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Chuck: Chuck versus the Beard

“You’re a good liar, Chuck, but you’re not that good.”

I know y’all have each and every word of my past reviews memorized, but just in case you’ve forgotten, I said something brilliant in my explication de Chuck at the beginning of the season: “Chuck is right. His emotions screw everything up.” That’s the theme of the season, but what exactly constitutes Chuck’s emotions have lead to the unevenness of the past few episodes, as well as the occasional fan- or Josie-outrage.

When Season Three started, the conflict was between spy-life and love-life. Chuck chose spying (3.01), and the show told us that he chose it to save mankind (3.02). Chuck started to get into the spy life, but we saw (via Awesome), how hard the constant dishonesty could be (3.04). Meanwhile, as Awesome represents Chuck’s innocent side, Shaw represents the hardened spy (3.05) that Chuck is turning into (3.06). Then he meets a pretty girl on a plane (3.06) and tries to balance spying with dating (3.07), as does Sarah (3.07-08). Chuck’s rebound relationship showed us how cold he can be (3.08), but had the unintentional effect of making his angst over losing Sarah seem diminished—the Hannah thing also made his earlier choice of spy-life over love-life seem… um… completely ruined. (I think that ruination might have been at the heart of the fandom backlash against Hannah.) And the big choices between spy-life and love-life that permeated the first few episodes of the season gradually became big choices between honesty and dishonesty: a conflict that centered around Hannah (who got the short end of the stick), Awesome (who will not stop kvetching about how hard it is to lie), Morgan (who misses his friend), and Ellie (who suspects something).

I said last week that my distaste for some of the recent developments centered on the way they were developed: Chuck couldn’t go full-on Evil, because the show would lose its charm, so we were left with characters telling Chuck how evilish he was getting, even if we couldn’t see it. Similarly, a lot of the honesty-drama has centered on everyone else’s reactions to Chuck’s lying, and the negative effects it has on them. Paired with the displacement of the conflict, from love to lying, the meaty emotional arcs have felt hackneyed, as though the writers are swapping out Angus beef with buffalo meat, and sometimes swapping it back. (That is not my best simile ever.)

[You can skip this paragraph: Josh Schwartz’s first show, The O.C., made us of a similar drama-creating series of events, and Gossip Girl continues to do so: one character does something, feels bad about it, and everyone around them begins to spin like tops to fix the lack of happiness. On The O.C., I found this touching, as that show was basically about people trying to do right by each other. On Gossip Girl, it’s feeling hackneyed, especially as Serena’s love life is not that interesting. And on Chuck, the effect isn’t great.]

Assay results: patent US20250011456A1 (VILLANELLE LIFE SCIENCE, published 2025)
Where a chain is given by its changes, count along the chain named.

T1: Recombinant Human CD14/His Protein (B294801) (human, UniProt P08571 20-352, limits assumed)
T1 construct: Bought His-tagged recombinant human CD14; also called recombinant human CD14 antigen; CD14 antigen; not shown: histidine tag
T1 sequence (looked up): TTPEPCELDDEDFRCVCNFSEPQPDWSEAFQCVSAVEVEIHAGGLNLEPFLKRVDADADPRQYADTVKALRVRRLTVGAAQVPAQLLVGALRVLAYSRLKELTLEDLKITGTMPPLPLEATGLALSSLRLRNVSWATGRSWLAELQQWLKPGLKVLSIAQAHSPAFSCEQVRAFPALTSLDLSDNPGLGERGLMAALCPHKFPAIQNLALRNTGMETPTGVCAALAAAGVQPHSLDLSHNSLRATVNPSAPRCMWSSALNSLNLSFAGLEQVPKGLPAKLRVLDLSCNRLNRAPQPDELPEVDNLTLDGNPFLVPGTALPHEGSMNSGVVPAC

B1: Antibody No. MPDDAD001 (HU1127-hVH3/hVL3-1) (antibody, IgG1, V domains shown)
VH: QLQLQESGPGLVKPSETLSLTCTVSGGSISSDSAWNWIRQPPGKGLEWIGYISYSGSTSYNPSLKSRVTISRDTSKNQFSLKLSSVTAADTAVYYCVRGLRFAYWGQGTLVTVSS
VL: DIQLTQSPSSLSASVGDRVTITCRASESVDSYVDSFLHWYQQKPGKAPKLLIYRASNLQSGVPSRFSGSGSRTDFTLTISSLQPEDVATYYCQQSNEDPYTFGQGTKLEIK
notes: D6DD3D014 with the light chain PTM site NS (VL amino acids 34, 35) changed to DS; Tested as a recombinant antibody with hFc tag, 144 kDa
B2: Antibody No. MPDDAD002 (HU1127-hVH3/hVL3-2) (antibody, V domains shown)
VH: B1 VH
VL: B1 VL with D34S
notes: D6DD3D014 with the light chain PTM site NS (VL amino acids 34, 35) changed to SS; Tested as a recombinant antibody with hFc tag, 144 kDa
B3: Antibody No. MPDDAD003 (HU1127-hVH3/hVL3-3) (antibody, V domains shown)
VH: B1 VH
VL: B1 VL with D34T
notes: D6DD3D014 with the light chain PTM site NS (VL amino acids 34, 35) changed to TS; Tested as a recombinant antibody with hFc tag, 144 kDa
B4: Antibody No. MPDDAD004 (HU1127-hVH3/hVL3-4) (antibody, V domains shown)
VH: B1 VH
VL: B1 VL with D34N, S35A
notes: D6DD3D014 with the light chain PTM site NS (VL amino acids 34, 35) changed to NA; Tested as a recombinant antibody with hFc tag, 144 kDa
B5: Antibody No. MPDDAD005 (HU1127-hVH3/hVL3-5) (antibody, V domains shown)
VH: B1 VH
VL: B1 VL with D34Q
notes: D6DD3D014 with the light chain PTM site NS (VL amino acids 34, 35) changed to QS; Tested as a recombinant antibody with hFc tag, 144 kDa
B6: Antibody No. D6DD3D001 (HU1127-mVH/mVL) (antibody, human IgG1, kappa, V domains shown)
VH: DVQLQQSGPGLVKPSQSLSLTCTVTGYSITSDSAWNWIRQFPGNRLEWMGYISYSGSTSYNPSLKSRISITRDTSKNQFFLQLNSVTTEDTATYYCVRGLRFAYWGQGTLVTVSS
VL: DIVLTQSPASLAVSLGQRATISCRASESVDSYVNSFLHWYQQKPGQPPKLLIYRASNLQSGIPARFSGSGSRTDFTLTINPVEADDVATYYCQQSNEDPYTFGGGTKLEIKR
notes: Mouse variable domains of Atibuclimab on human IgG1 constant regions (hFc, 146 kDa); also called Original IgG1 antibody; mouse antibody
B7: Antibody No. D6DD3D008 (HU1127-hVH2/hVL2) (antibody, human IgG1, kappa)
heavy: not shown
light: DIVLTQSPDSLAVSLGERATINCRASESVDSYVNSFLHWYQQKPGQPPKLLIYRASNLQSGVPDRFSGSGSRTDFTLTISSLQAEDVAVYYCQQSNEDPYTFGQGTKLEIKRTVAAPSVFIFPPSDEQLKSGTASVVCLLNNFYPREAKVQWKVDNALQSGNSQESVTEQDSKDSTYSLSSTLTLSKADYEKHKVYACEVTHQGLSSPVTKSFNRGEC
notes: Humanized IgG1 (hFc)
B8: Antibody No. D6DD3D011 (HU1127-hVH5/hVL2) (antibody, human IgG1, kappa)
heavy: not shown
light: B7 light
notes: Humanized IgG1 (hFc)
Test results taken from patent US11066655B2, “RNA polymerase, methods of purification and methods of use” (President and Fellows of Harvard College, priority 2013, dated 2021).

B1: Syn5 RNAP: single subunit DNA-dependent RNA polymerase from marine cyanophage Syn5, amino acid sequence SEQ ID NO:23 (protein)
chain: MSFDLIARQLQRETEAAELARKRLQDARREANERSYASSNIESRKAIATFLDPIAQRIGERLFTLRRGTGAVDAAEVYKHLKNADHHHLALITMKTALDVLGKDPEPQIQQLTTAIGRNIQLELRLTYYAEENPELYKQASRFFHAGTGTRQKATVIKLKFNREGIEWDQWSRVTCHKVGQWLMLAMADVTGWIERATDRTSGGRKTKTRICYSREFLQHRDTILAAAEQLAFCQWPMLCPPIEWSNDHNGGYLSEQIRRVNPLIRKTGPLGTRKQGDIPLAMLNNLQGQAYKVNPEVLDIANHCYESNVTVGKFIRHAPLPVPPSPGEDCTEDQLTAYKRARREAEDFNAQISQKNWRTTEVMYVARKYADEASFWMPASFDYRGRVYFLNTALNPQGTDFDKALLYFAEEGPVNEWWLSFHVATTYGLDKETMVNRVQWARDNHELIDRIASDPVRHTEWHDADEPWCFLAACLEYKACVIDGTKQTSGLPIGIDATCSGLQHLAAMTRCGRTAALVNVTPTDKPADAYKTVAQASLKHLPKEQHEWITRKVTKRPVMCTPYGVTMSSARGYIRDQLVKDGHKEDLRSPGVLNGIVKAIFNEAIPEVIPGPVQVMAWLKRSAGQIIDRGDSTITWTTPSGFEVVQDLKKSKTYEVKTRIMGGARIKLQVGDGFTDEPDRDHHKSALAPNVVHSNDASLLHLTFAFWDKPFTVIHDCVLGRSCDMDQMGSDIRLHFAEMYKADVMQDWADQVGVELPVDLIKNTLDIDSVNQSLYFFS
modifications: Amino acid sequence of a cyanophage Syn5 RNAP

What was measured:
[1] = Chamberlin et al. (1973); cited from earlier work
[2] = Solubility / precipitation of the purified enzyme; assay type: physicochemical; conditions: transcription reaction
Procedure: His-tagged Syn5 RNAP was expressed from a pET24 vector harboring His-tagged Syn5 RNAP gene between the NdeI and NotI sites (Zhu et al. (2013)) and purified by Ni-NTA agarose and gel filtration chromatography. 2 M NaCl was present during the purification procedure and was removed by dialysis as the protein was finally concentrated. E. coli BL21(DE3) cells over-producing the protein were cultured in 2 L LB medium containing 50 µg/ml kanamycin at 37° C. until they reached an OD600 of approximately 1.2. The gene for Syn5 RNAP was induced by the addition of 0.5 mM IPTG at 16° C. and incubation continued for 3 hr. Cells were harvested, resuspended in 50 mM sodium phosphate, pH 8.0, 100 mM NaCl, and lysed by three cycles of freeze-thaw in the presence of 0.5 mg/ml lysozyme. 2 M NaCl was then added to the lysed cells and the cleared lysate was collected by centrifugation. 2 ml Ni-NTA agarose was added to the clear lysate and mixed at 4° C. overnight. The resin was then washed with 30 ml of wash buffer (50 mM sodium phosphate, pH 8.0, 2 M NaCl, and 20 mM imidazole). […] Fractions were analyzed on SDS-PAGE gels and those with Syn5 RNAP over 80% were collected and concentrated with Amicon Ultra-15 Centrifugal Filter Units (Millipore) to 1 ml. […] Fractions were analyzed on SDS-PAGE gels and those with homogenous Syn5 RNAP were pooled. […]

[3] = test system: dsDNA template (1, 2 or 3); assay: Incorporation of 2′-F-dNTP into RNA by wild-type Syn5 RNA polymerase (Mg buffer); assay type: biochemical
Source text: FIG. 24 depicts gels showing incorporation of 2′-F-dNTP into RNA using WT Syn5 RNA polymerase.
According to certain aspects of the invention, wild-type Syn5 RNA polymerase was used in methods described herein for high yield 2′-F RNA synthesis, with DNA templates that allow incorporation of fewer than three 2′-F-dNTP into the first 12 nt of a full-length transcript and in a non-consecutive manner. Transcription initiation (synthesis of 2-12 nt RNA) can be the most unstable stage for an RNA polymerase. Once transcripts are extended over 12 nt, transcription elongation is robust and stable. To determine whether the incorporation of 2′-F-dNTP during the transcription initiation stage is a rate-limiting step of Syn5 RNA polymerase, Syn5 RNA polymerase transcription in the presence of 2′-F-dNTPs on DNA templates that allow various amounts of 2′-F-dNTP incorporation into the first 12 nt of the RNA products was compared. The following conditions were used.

This week attempted to resolve the honesty-conflict with Chuck’s full confession to Morgan. Along with the summary dismissal of Hannah from Burbank, we can feel the arcs that were set up in the beginning of the season start to draw to a close. That makes sense: this season was originally supposed to be just 13 episodes, so we’re nearing the original end, even though the total final count will be 19. So Chuck set up some shaky pegs, and is now knocking them down.

With iffy results: I’m so happy that Chuck and Morgan and now friends again, and Hannah’s departure means we’re one step closer to the inevitable Chuck/Sarah pairing. The dishonesty snafu, which momentarily led to Chuck being unable to flash, is now resolved: All he needed was a good heart-to-heart. I’m not sure we needed that kick-in-the-face symbolism (yes, Chuck’s good heart is what makes him a good spy), but it made for a fun plot.

Our remaining pegs? Awesome and Ellie, who might be on the lam; Sarah, the love of Chuck’s life, who is doing something with Shaw; Shaw, who is doing something with Sarah; The Ring…am I forgetting anything?

As far as the actual episode goes, it was nifty. Morgan as hero was cute. Chuck and Morgan are funny together. The BuyMore Last Stand was a quaint subplot with disturbing undertones. Shaw and Sarah are a beautiful couple. Casey’s fight with the Ring Spies was rougher than fighting usually is on this show (his shirt came untucked!), and that’s a good thing.

The next few episodes should be good. We’ll get resolution. Of some sort. And when we look back, we’ll forget how uneven this season has been, and remember that it contained a lot of game-changers and was fun to watch.


• Morgan: “This conversation is never an easy one to have with an employee…I’m firing you as my best friend.”